DALLAS (Reuters) - Treasury Secretary Timothy Geithner said on Thursday that he saw no risk to the dollar from China’s efforts to encourage other emerging market economies to use the yuan more in international trade.
“What you’re seeing China do is gradually dismantle what were a comprehensive set of very, very tight controls on the ability of countries to use their (the Chinese) currency,” Geithner told an event at the Dallas Regional Chamber.
“Over time that will mean - and this is a good thing for the United States - more use of that currency and it will mean the currency will have to reflect market forces ... So, I see no risk to the dollar in those reforms,” he said.
China is planning to extend renminbi-denominated loans to its fellow BRICS countries - a grouping that includes China, Russia, South Africa, Brazil and India - in an attempt to boost trade between the leading emerging market nations and promote the use of the yuan, according to the Financial Times.
Geithner said he was skeptical the yuan, or renminbi, would soon become a world currency.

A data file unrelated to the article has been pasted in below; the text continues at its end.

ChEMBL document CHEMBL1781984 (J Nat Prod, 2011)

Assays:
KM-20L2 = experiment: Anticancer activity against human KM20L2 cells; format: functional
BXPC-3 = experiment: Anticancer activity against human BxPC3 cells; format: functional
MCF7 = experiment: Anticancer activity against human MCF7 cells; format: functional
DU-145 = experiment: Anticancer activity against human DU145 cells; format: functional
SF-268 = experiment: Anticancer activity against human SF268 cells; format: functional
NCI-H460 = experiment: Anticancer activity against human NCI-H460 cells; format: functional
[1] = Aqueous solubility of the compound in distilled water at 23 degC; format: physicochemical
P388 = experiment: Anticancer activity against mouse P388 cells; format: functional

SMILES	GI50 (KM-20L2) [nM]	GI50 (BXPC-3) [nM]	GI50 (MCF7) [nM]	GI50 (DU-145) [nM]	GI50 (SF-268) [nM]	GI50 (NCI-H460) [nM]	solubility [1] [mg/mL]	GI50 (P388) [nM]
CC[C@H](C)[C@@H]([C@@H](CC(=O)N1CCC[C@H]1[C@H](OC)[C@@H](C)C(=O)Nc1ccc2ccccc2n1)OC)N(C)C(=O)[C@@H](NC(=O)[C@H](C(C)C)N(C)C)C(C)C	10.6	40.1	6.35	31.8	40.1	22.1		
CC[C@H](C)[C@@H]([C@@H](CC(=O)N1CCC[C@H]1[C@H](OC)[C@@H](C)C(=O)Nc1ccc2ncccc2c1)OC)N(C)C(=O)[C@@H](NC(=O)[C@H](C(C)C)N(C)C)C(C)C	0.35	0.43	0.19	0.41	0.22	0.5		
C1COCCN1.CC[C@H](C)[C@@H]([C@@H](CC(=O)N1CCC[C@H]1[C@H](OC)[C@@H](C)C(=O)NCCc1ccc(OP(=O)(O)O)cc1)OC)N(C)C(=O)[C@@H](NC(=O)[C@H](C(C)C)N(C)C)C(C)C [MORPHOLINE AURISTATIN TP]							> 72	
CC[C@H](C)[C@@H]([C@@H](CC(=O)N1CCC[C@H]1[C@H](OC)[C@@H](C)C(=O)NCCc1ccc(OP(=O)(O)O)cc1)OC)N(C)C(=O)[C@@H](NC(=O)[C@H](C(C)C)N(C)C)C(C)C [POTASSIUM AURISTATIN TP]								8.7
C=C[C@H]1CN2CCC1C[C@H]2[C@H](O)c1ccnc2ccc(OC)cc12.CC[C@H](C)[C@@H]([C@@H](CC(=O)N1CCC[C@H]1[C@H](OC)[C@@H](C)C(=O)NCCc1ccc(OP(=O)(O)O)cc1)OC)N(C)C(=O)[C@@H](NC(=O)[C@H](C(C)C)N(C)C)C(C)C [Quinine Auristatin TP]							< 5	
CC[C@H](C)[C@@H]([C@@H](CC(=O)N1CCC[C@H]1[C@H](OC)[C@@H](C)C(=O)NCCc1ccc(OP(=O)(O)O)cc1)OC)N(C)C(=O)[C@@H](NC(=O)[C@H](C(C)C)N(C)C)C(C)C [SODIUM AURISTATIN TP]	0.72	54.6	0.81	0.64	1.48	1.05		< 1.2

“I don’t think so. I don’t know, maybe in some long time after we’re all gone, it would be possible,” Geithner said after he toured a railcar facility here.
However, China’s transition from an economy fueled by exports to one driven more by domestic demand is partly why the value of China’s currency “is moving up against the dollar,” he added.
In Dallas to meet with regional business leaders and promote the Obama administration’s economic policies, Geithner also said the United States’ government could afford to extend tax breaks for middle-class Americans beyond the end of the year.
Individual tax cuts enacted under the Bush administration expire December 31 and the Obama administration wants to allow tax breaks for the wealthiest Americans expire.
On Thursday, Geithner repeated that the tax burden on the top 2 percent of Americans had to go up again “as part of a balanced plan to bring down our fiscal deficits down to a sustainable level.”
“There is no real alternative to doing that,” the U.S. Treasury secretary added. “Those should be allowed to expire, but the middle-class tax cuts we think we can afford to extend.”
Reporting by Jon Nielsen, Doug Palmer, Rachelle Younglai; Editing by Gary Crosse